Louis was chopping vegetables and looked up shyly as Eva entered. She allowed a moment of feigned anger before letting go and smiling at her deepest love. The scene was familiar to both, and Louis was relieved to know peace had returned.

Eva had brought the morning anger into their home, and they both knew that her dress and smile were the beginning of a long dance of forgiveness that would end when she managed to seduce him.

She looked across the counter full of fresh produce, oils and spices. “What can I do?” She loved cooking with her man. They shared a passion for incredible cuisine and knew how to build a meal together.

Louis acknowledged the peace offering. “You can make dessert: peach cobbler.”

Eva picked up a peach from the fruit bowl, squeezed and smelled it. Bright, golden and sinful; these peaches were gloriously sweet and syrupy. Louis always knew where to find the right ingredients. “Cobbler is perfect.”

Together, they prepared an elaborate, multi-course meal. Small portions were vital in maintaining desire and joy throughout the feast. Moon-apple and spinach salad. Salmon sashimi with ginger, seared with olive and sesame oil. Steamed asparagus covered in butter. White-truffle parmesan ravioli. Oven-roasted blackened halibut. And of course, the peach cobbler.

Cooking was an aphrodisiac for Eva. She glanced to Louis every moment she could and fought to steal his gaze with her posture. He focused straight ahead and chopped apple with the hands of a head chef. When he asked her to pass the oil, she bent more than necessary, looked away and brushed his skin with her fingertips. Louis noticed, and a smile let her know to behave. Eva’s favorite game was interrupting dinner preparations with lovemaking in the kitchen. She opened a bottle of chilled Saint-Nicolas-de-Bourgueil and handed him a glass when he put the last pan in the oven. Louis wiped his hands, tossed the towel over his shoulder, and his look let Eva know that she could come close. Her body swelled with excitement. Eva swayed back and forth in a seductive dance while her fingertips started to hike up the bottom of her long silk dress.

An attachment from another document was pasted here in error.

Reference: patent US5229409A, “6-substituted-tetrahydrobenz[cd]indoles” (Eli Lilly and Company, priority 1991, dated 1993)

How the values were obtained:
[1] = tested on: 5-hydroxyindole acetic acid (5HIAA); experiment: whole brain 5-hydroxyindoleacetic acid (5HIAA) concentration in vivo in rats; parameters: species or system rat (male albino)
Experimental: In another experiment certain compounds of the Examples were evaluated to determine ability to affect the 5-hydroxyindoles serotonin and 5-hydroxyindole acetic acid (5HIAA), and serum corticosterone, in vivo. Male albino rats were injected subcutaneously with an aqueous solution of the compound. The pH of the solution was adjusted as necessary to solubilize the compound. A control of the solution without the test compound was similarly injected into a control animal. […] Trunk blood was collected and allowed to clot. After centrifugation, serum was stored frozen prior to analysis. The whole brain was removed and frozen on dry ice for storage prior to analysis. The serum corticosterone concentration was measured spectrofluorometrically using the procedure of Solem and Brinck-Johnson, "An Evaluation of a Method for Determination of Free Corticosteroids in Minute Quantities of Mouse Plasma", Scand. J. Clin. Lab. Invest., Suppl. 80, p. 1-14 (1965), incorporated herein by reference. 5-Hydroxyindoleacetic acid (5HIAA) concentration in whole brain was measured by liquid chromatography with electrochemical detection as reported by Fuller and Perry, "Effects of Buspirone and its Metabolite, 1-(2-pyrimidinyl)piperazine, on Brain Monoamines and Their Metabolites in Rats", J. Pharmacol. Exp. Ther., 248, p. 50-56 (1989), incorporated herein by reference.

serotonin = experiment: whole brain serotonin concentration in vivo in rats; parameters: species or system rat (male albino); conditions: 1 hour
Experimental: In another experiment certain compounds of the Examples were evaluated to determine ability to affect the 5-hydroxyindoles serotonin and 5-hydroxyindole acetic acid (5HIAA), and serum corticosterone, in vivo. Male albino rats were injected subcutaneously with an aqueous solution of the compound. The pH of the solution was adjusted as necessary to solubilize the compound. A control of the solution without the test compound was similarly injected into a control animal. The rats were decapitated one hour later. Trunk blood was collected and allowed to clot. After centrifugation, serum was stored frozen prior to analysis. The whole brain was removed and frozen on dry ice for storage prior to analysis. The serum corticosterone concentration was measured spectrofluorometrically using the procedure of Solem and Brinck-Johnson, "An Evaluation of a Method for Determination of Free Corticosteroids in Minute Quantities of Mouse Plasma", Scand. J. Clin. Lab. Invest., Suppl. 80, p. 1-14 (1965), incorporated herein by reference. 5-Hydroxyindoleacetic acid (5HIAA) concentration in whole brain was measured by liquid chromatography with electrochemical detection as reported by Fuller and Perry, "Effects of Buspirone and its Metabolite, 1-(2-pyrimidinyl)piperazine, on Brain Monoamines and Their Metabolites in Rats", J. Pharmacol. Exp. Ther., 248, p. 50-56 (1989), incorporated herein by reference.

She had never needed to make love this much in her entire life. Louis took a sip of wine and put his glass down on the counter.

The doorbell rang.

Eva looked to the clock. “Oh, no.”

Louis closed his eyes and reluctantly turned towards the door.

“Noooooooo!!!” whispered Eva half-jokingly. “Make them go away!!!”

Louis turned, grabbed Eva and pulled her tight. “I love you.”

Eva smiled. “I love you.”

They held each other until there was a second ring at the door.

The evening began.

During the next three hours, Eva, Louis and the four guests enjoyed an incredible meal that left each in a state of bliss.

Santy played classical guitar as Eva brought the desserts to the table. The precision and passion of every strophe brought chills down her spine. His ferocious talent was mesmerizing. Eva slid her fingers up the back of Louis’ neck.

As the last chord echoed in the room, the friends erupted into applause. Janet gave Santy a big kiss.

Louis was stunned. “You are unbelievable!”

He shrugged with humble confidence. “It is nothing that six hours a day for twenty-five years cannot teach.”

The steaming peach cobbler beckoned each of them. Eva gestured to everyone to eat and turned to Janet as she picked up her spoon. “Where did you two meet?”

“It’s embarrassing.” Eva loved Janet’s colorful stories. “I saw him perform a while back and became a little obsessed. I found out he gave private lessons, so I booked a two-hour beginner’s session. Instead of a guitar, I arrived with two bottles of wine and my best bra.”